'Poland has evolved, the EBRD has evolved'

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Delivered by: 

Sir Suma Chakrabarti, EBRD President


Warsaw, Poland


EBRD 2014 Annual Meeting and Business Forum

EBRD President's speech at opening session of the Board of Governors

Prime Minister Tusk, Prime Minister Djukanovic, Prime Minister Leanca, Prime Minister Otorbaev, Commissioner Füle, Excellencies, ladies and gentlemen, a very warm welcome to the opening session of our 2014 Annual Meeting. It is a pleasure to be in Warsaw and I would like to thank the Polish authorities for extending such wonderful hospitality to us, and for this excellent venue.

It is a particular pleasure to be here in such an historically significant year – an anniversary which has significance for Poland, the wider region and for the European Bank for Reconstruction and Development.

A quarter of a century ago, in 1989, events were unfolding which would change our world. Poland would hold its first free elections, the Berlin Wall would be torn down and communist regimes would begin falling like dominoes. For those who witnessed this, for those who lived it, for those who grasped the new opportunities, life would never be the same again.

These momentous events were the trigger for the decision by our shareholders to set up the EBRD, believing that investment in developing the private sector and free market economies would eventually lead to the bolstering of democracy.

The transition to democracy and the adoption of the market economy in Poland, as well as other central and eastern European countries, has been remarkably successful. Today, these nations are established members of the European Union, having joined the EU exactly 10 years ago this month.

And that transition is driven by the yearning for individual freedoms, both economically and politically.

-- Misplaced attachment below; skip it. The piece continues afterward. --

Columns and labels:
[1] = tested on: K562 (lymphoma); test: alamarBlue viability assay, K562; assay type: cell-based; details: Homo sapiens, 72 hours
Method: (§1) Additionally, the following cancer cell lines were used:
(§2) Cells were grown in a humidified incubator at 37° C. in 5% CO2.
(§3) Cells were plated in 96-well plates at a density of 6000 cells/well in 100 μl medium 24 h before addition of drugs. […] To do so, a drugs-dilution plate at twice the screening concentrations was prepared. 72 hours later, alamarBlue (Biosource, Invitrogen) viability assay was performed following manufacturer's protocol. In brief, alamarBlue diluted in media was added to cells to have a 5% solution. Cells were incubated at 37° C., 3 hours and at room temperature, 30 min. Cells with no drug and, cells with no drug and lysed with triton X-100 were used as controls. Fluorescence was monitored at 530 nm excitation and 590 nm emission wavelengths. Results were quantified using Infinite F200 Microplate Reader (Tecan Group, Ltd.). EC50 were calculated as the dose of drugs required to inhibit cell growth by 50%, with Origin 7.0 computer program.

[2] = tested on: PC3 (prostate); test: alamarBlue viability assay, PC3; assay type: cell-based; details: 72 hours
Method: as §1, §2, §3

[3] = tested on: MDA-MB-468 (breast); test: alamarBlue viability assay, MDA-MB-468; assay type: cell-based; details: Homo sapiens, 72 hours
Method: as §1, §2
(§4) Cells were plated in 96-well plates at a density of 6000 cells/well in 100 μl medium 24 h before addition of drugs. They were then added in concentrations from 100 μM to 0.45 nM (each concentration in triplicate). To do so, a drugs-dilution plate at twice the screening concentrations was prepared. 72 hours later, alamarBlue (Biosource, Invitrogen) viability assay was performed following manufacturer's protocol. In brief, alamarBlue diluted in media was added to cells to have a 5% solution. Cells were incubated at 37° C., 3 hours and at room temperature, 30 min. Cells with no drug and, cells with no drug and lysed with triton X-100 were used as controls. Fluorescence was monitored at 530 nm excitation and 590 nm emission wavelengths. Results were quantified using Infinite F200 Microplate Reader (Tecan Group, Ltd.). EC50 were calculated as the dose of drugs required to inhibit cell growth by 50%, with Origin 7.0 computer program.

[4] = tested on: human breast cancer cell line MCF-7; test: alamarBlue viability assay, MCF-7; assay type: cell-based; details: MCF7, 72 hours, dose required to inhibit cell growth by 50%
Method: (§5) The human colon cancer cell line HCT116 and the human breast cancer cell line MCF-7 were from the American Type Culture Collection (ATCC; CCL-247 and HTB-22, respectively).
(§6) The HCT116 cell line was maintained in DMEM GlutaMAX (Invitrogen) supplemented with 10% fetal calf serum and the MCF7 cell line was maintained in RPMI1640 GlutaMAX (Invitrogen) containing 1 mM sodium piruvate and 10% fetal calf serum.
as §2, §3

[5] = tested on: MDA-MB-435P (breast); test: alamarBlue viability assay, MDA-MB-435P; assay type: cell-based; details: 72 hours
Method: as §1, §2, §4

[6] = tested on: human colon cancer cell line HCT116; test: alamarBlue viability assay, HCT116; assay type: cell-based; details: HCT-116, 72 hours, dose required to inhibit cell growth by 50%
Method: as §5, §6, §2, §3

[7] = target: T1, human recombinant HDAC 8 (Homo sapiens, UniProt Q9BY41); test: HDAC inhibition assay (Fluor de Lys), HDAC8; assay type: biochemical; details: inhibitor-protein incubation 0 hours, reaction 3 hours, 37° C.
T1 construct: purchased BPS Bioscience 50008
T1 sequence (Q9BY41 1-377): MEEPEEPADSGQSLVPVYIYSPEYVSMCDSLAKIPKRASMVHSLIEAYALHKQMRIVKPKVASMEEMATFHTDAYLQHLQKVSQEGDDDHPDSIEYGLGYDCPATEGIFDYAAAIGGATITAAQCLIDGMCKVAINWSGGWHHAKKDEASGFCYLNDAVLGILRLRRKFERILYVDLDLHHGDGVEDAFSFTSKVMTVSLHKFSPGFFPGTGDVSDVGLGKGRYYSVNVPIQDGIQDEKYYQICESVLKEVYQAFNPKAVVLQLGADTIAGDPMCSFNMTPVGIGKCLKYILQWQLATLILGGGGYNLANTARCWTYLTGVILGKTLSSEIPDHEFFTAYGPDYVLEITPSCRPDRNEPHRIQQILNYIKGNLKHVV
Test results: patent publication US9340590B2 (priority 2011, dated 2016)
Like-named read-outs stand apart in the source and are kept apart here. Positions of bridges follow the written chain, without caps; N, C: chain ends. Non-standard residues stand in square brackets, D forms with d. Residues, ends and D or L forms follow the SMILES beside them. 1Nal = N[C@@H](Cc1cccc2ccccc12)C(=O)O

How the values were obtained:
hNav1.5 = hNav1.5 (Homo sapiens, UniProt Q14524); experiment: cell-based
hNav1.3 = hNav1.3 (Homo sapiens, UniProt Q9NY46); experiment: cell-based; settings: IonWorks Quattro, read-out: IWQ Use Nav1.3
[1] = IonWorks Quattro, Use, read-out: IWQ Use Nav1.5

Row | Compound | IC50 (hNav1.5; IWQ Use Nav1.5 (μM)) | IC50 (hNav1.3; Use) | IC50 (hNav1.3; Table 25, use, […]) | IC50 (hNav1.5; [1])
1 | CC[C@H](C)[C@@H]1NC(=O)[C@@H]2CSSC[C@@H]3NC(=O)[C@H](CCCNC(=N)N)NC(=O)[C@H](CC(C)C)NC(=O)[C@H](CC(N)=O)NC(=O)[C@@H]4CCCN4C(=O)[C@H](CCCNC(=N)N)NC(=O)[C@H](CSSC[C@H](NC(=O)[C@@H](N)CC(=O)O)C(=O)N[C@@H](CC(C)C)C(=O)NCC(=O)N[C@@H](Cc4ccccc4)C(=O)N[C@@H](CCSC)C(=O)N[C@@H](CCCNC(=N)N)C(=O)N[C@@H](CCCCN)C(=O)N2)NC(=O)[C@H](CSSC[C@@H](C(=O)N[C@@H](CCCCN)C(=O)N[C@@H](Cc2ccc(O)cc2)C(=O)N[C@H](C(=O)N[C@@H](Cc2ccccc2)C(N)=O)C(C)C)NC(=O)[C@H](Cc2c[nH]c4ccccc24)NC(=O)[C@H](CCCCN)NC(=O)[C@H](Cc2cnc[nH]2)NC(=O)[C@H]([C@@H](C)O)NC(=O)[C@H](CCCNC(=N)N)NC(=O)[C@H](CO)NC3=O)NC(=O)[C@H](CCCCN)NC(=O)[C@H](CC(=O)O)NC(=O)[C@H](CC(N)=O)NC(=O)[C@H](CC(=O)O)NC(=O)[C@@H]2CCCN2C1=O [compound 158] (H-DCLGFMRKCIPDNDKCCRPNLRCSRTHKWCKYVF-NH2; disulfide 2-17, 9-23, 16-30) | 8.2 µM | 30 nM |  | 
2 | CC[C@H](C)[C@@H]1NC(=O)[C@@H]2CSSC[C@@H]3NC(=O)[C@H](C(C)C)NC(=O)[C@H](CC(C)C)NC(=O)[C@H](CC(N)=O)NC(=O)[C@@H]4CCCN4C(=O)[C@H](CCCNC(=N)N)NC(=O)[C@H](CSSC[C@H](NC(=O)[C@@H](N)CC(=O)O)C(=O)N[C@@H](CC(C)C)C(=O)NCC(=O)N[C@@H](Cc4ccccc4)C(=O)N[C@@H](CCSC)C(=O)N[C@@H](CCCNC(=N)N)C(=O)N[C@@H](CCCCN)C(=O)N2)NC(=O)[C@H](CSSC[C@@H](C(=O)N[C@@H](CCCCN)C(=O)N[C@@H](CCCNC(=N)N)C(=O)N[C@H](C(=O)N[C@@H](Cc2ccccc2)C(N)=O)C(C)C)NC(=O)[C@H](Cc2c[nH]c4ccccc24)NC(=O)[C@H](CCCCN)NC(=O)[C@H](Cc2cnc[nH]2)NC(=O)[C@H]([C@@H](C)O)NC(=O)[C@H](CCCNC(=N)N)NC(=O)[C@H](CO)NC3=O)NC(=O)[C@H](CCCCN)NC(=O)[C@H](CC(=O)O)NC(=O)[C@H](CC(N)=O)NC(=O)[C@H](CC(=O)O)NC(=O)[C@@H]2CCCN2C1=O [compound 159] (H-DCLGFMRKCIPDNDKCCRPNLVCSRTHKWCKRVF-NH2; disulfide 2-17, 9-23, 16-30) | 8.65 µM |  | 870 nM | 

Poland has been at the heart of the transition success story, and is back as well at the heart of Europe. It is now a model for many others to follow.

Over the past two and a half decades, our Countries of Operations have evolved. And so has the EBRD. What was envisaged, originally, as a regional Bank operating in eastern and central Europe has changed very significantly, at the urging of our shareholders.

With the collapse of the Soviet Union in 1991 and later the fall of the then Yugoslavia the Bank took on explicitly a mandate to operate in countries stretching to Central Asia and into the Balkans. Over the next twenty years, Mongolia and Turkey followed as EBRD countries of operation. Then, in 2011, several countries of the southern and eastern Mediterranean, Egypt, Tunisia, Jordan and Morocco, joined the transition family – keen to develop freer markets and a more democratic future. We warmly welcome them as we meet here in Warsaw today after the first full year of operations in that new EBRD region.

At each step of the way, the EBRD’s shareholders have supported the Bank’s evolution. Today, we work on three continents, Europe, Asia and Africa. We deploy the skills that our shareholders recognise as unique and applicable to the transition challenges that many middle income countries face, both inside our regions of operations and elsewhere – for instance in advising global bodies on leveraging the private sector for sustainable energy.

There continues to be demand for the Bank as a tool to encourage change. Cyprus, long a member of the Bank, has requested recipient status for what it expects to be a temporary engagement. I trust Governors will vote strongly in favour of that request tomorrow and we can help Cyprus transition through the difficult challenges that it confronts, supporting the Troika programme. Libya has also requested to become a country of operations. And I hope for your equally strong support tomorrow for Libya to take the first step in this process, by becoming a member of the Bank.